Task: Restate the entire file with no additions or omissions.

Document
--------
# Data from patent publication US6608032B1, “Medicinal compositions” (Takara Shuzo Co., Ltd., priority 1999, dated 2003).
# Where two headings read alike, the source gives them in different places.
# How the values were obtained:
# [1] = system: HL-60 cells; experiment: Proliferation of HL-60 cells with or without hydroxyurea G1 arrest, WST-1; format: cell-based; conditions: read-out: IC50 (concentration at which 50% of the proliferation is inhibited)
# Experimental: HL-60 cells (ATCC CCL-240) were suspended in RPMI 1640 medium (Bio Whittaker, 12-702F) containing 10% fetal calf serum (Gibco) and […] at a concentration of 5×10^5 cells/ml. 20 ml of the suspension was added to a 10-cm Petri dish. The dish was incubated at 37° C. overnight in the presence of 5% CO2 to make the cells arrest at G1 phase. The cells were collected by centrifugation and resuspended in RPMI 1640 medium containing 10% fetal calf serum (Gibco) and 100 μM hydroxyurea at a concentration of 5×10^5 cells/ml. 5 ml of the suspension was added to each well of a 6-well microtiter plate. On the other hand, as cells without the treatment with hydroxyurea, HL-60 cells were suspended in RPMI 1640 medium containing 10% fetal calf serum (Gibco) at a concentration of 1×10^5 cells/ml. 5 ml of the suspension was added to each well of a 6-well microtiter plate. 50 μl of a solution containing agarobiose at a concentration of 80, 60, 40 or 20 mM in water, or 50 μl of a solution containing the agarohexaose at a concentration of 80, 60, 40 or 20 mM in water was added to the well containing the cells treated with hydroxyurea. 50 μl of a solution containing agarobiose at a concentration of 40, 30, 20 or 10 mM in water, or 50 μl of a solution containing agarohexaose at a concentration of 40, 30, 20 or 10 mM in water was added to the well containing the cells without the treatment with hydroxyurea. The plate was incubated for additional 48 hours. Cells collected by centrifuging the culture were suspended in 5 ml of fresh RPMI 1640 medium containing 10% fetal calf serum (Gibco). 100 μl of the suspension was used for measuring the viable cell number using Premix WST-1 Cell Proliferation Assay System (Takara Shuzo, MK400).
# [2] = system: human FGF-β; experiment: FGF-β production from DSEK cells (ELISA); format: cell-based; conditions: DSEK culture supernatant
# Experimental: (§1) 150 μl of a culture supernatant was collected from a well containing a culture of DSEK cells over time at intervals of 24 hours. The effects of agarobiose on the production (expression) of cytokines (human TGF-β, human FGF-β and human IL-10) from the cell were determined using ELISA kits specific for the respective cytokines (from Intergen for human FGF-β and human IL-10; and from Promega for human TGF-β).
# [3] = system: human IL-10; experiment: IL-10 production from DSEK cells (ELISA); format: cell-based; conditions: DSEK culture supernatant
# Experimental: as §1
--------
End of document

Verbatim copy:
# Data from patent publication US6608032B1, “Medicinal compositions” (Takara Shuzo Co., Ltd., priority 1999, dated 2003).
# Where two headings read alike, the source gives them in different places.
# How the values were obtained:
# [1] = system: HL-60 cells; experiment: Proliferation of HL-60 cells with or without hydroxyurea G1 arrest, WST-1; format: cell-based; conditions: read-out: IC50 (concentration at which 50% of the proliferation is inhibited)
# Experimental: HL-60 cells (ATCC CCL-240) were suspended in RPMI 1640 medium (Bio Whittaker, 12-702F) containing 10% fetal calf serum (Gibco) and […] at a concentration of 5×10^5 cells/ml. 20 ml of the suspension was added to a 10-cm Petri dish. The dish was incubated at 37° C. overnight in the presence of 5% CO2 to make the cells arrest at G1 phase. The cells were collected by centrifugation and resuspended in RPMI 1640 medium containing 10% fetal calf serum (Gibco) and 100 μM hydroxyurea at a concentration of 5×10^5 cells/ml. 5 ml of the suspension was added to each well of a 6-well microtiter plate. On the other hand, as cells without the treatment with hydroxyurea, HL-60 cells were suspended in RPMI 1640 medium containing 10% fetal calf serum (Gibco) at a concentration of 1×10^5 cells/ml. 5 ml of the suspension was added to each well of a 6-well microtiter plate. 50 μl of a solution containing agarobiose at a concentration of 80, 60, 40 or 20 mM in water, or 50 μl of a solution containing the agarohexaose at a concentration of 80, 60, 40 or 20 mM in water was added to the well containing the cells treated with hydroxyurea. 50 μl of a solution containing agarobiose at a concentration of 40, 30, 20 or 10 mM in water, or 50 μl of a solution containing agarohexaose at a concentration of 40, 30, 20 or 10 mM in water was added to the well containing the cells without the treatment with hydroxyurea. The plate was incubated for additional 48 hours. Cells collected by centrifuging the culture were suspended in 5 ml of fresh RPMI 1640 medium containing 10% fetal calf serum (Gibco). 100 μl of the suspension was used for measuring the viable cell number using Premix WST-1 Cell Proliferation Assay System (Takara Shuzo, MK400).
# [2] = system: human FGF-β; experiment: FGF-β production from DSEK cells (ELISA); format: cell-based; conditions: DSEK culture supernatant
# Experimental: (§1) 150 μl of a culture supernatant was collected from a well containing a culture of DSEK cells over time at intervals of 24 hours. The effects of agarobiose on the production (expression) of cytokines (human TGF-β, human FGF-β and human IL-10) from the cell were determined using ELISA kits specific for the respective cytokines (from Intergen for human FGF-β and human IL-10; and from Promega for human TGF-β).
# [3] = system: human IL-10; experiment: IL-10 production from DSEK cells (ELISA); format: cell-based; conditions: DSEK culture supernatant
# Experimental: as §1